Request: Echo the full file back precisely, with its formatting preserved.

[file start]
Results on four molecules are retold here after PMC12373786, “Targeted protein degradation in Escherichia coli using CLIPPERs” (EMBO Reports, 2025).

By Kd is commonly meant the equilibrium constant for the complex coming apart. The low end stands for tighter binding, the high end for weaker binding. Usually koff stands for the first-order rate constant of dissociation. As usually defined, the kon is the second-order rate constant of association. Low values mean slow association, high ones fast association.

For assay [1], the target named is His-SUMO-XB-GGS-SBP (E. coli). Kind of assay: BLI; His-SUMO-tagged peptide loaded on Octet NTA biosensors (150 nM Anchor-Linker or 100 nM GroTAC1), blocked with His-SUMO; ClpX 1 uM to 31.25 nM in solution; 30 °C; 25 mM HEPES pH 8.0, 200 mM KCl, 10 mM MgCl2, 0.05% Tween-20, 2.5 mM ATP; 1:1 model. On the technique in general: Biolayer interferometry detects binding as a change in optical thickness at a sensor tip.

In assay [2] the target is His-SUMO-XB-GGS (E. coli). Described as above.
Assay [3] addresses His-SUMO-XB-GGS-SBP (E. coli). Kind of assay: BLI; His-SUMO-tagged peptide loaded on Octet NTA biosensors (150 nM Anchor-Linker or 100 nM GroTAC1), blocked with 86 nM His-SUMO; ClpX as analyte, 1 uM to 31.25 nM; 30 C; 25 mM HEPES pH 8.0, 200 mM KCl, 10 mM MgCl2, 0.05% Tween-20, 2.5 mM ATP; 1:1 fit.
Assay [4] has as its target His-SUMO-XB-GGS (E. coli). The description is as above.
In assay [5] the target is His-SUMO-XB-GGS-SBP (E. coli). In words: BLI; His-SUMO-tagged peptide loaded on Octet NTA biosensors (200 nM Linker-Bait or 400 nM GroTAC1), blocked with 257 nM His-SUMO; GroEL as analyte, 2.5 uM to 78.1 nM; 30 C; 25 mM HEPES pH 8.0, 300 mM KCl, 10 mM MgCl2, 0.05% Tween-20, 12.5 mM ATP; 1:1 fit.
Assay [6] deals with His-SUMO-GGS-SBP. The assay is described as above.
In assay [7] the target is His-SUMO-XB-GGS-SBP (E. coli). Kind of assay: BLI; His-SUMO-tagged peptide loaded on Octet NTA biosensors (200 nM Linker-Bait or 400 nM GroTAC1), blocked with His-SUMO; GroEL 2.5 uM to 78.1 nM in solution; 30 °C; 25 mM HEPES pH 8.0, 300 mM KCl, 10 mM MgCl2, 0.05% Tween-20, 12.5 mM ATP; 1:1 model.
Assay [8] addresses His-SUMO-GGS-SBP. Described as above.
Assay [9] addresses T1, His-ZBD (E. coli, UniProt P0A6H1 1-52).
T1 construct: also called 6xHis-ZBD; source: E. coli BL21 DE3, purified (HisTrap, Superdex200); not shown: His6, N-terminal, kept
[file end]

Results on four molecules are retold here after PMC12373786, “Targeted protein degradation in Escherichia coli using CLIPPERs” (EMBO Reports, 2025).

By Kd is commonly meant the equilibrium constant for the complex coming apart. The low end stands for tighter binding, the high end for weaker binding. Usually koff stands for the first-order rate constant of dissociation. As usually defined, the kon is the second-order rate constant of association. Low values mean slow association, high ones fast association.

For assay [1], the target named is His-SUMO-XB-GGS-SBP (E. coli). Kind of assay: BLI; His-SUMO-tagged peptide loaded on Octet NTA biosensors (150 nM Anchor-Linker or 100 nM GroTAC1), blocked with His-SUMO; ClpX 1 uM to 31.25 nM in solution; 30 °C; 25 mM HEPES pH 8.0, 200 mM KCl, 10 mM MgCl2, 0.05% Tween-20, 2.5 mM ATP; 1:1 model. On the technique in general: Biolayer interferometry detects binding as a change in optical thickness at a sensor tip.

In assay [2] the target is His-SUMO-XB-GGS (E. coli). Described as above.
Assay [3] addresses His-SUMO-XB-GGS-SBP (E. coli). Kind of assay: BLI; His-SUMO-tagged peptide loaded on Octet NTA biosensors (150 nM Anchor-Linker or 100 nM GroTAC1), blocked with 86 nM His-SUMO; ClpX as analyte, 1 uM to 31.25 nM; 30 C; 25 mM HEPES pH 8.0, 200 mM KCl, 10 mM MgCl2, 0.05% Tween-20, 2.5 mM ATP; 1:1 fit.
Assay [4] has as its target His-SUMO-XB-GGS (E. coli). The description is as above.
In assay [5] the target is His-SUMO-XB-GGS-SBP (E. coli). In words: BLI; His-SUMO-tagged peptide loaded on Octet NTA biosensors (200 nM Linker-Bait or 400 nM GroTAC1), blocked with 257 nM His-SUMO; GroEL as analyte, 2.5 uM to 78.1 nM; 30 C; 25 mM HEPES pH 8.0, 300 mM KCl, 10 mM MgCl2, 0.05% Tween-20, 12.5 mM ATP; 1:1 fit.
Assay [6] deals with His-SUMO-GGS-SBP. The assay is described as above.
In assay [7] the target is His-SUMO-XB-GGS-SBP (E. coli). Kind of assay: BLI; His-SUMO-tagged peptide loaded on Octet NTA biosensors (200 nM Linker-Bait or 400 nM GroTAC1), blocked with His-SUMO; GroEL 2.5 uM to 78.1 nM in solution; 30 °C; 25 mM HEPES pH 8.0, 300 mM KCl, 10 mM MgCl2, 0.05% Tween-20, 12.5 mM ATP; 1:1 model.
Assay [8] addresses His-SUMO-GGS-SBP. Described as above.
Assay [9] addresses T1, His-ZBD (E. coli, UniProt P0A6H1 1-52).
T1 construct: also called 6xHis-ZBD; source: E. coli BL21 DE3, purified (HisTrap, Superdex200); not shown: His6, N-terminal, kept